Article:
Munro's characters—be they hardscrabble farmers or world-famed mathematicians, modest housewives or heinous criminals—will, for reasons they can't name, inevitably do more than just watch the waters passing; for reasons sometimes known to God alone, they will jump in and, if blessed, emerge, "ice daggers hooting up behind their eyes and jabbing the top of their skulls from inside," feeling "the painful recapture of their bodies by their startled blood and the relief of making their brag true." Even at those times when there is no intentional plunging, it may be that "[e]vil grabs us when we are sleeping; pain and disintegration lie in wait. Animal horrors …. The comfort of bed and the cow's breath, the pattern of stars at night—all that can get turned on its head in an instant." And our reactions are as varied as our most singular selves. In this first story, one man, unblessed, "looked as if he had caught hold of an electric wire and begged pardon—who of?—that his body was given over to this stupid catastrophe." Surely character is fate, Munro will have us believe. And in the end, "You couldn't say they had chosen the wrong lives or chosen against their will or not understood their choices. Just that they had not understood how time would pass and leave them not more but maybe a little less than they used to be." And so will the drab quotidian and the wild unfettered both assail a person with no by-your-leave, and so will that person soldier on but "with less and less irony as time goes on."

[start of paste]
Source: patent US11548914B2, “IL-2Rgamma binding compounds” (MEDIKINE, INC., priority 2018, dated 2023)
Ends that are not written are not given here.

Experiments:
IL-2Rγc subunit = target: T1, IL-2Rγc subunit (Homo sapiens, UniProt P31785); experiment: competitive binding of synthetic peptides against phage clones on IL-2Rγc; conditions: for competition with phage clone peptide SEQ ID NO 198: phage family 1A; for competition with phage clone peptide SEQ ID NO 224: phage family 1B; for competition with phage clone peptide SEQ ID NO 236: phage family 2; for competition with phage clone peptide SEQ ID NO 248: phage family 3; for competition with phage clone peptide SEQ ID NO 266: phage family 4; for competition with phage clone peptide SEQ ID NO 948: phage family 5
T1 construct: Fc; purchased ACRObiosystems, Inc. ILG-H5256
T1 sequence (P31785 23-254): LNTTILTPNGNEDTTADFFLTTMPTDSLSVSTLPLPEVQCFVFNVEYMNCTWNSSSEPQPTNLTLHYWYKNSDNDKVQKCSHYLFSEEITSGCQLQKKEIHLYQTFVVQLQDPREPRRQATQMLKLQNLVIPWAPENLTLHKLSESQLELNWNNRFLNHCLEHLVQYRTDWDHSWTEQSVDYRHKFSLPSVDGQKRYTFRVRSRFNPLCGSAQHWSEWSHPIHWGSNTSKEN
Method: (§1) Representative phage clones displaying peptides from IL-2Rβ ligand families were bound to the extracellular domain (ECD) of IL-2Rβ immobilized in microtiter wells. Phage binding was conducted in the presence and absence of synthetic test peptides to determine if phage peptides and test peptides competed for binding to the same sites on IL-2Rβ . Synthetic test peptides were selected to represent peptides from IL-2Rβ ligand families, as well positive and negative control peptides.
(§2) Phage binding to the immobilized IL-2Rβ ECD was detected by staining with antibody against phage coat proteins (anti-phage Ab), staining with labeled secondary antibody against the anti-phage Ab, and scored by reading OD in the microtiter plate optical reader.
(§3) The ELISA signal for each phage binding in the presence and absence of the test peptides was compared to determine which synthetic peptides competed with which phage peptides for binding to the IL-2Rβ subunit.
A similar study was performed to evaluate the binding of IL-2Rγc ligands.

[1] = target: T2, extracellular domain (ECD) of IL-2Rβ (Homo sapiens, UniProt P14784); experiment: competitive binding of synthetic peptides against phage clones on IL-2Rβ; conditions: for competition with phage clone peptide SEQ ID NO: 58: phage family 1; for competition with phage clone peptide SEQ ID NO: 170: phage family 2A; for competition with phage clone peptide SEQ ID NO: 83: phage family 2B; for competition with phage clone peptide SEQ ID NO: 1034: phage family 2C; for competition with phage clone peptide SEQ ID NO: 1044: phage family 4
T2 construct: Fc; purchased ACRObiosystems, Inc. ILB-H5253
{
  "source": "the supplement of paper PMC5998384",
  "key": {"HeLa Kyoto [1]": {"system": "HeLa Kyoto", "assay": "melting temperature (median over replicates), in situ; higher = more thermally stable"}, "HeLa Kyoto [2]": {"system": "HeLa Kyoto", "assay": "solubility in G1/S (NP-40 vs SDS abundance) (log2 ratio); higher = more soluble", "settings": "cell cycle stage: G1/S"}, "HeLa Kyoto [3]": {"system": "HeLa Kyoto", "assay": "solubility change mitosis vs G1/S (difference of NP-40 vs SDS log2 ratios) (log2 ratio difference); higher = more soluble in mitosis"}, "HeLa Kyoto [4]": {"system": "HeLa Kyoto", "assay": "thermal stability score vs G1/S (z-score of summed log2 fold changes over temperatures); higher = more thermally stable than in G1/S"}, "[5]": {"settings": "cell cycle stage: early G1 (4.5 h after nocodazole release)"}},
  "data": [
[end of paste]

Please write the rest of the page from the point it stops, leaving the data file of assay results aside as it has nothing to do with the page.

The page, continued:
Very often Munro's stories cover many decades, she in her wisdom knowing that our human stories are not vignettes and anecdotes.